With striking parallels to the story Aaron Sorkin told—very problematically—in “The Trial of the Chicago 7,” Steve McQueen’s “Mangrove” brings to life a much more obscure historical struggle against judicial injustice. This is the first in a series of five films McQueen made for the BBC about Black life in England. The Mangrove was a restaurant Trinidad immigrant Frank Crichlow opened in Notting Hill in west London in 1968, home to many other Caribbean immigrants who took advantage of coming from a former colony to start a new life. With no other aspirations except to serve up curry dishes and a congenial social gathering for fellow Blacks, Crichlow soon found the British cops bent on destroying his business and making life miserable for people of color. McQueen dedicated the film to George Floyd in open recognition of the black struggle internationally.
McQueen calls his anthology Small Axe, inspired by a not very well-known Bob Marley song that includes this lyric:
So if you are the big tree,
We are the small axe
Ready to cut you down, (well sharp)
To cut you down
From the opening minutes of “Mangrove”, you are immersed in Caribbean culture with a stirring soundtrack featuring not only Marley but other great reggae musicians like Toots and the Maytals. In the film’s opening moments, we see a grinning Frank Crichlow (Shaun Parkes) rising up victoriously from a poker game with cash in hand. He strides down the main street in Notting Hill with the strains of Marley’s “Try Me” following his footsteps. The net effect is to identify a time, a place and a character in the same way of John Travolta’s character in “Saturday Night Fever” backed up by the strains of “Stayin’ Alive.”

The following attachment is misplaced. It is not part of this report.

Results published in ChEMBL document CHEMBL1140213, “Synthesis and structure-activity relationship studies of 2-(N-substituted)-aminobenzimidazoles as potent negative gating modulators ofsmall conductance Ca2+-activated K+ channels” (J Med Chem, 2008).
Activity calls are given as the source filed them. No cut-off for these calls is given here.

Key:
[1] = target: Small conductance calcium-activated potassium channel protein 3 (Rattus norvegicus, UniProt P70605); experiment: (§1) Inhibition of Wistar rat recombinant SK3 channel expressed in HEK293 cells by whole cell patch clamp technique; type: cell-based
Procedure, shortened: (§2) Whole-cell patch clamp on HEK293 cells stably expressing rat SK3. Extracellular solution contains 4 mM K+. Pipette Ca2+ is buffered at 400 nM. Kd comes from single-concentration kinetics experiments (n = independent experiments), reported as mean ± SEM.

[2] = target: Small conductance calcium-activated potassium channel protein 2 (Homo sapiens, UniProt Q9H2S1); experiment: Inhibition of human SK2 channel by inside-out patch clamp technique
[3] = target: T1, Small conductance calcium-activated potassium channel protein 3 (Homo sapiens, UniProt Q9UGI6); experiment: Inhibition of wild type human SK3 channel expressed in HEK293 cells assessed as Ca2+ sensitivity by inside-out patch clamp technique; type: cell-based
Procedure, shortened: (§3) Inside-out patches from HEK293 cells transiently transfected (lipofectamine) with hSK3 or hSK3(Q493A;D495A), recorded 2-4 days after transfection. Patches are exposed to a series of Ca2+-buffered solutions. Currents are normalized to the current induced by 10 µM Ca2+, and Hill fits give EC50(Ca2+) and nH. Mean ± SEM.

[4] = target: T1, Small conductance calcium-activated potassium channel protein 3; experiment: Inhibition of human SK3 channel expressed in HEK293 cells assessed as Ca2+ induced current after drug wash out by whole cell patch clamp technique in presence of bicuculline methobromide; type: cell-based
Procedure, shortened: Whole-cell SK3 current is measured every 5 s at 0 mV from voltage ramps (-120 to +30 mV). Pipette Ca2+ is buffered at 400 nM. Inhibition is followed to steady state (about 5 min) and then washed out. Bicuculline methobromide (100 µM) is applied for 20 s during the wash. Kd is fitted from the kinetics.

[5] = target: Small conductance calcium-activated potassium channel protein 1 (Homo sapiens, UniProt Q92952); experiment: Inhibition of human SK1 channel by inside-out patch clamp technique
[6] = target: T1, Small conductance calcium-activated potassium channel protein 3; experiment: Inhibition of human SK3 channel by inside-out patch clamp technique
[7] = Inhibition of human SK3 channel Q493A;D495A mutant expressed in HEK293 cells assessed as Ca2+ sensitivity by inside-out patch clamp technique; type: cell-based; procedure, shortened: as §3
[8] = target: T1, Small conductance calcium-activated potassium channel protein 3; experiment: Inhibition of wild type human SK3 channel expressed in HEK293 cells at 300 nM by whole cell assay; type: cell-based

On this, the opening day of Mangrove, Crichlow’s puts a sign “Black Ownership” in the window, then enters the kitchen to give his chefs the marching orders. They will cook fish curry, goat curry, mutton curry and his mother’s crab dumplings. McQueen was careful enough to direct his actors to use an authentic Caribbean patois but clearly enough so that anybody could follow the dialog. As is often the case with British films featuring characters from a working-class subculture, you practically need subtitles. None were necessary here.
The scene then shifts to C.L.R. James’s (Derek Griffiths) living room, where he and his friends are watching news coverage of Darcus Howe, his nephew and a leading activist. His words engage with British realities about the need to resist white supremacy but they would have sounded the same coming as Stokely Carmichael’s mouth that year in the U.S.A.
Moments later, we see a couple of British cops harassing Crichlow in the restaurant, with a cop named Dixon, the film’s counterpart to the cop who had his knee on George Floyd’s neck, calling him a “black bastard.” This is the opening salvo in a series of confrontations that repeatedly occur until a police riot occurs, with obvious parallels to Chicago, 1968.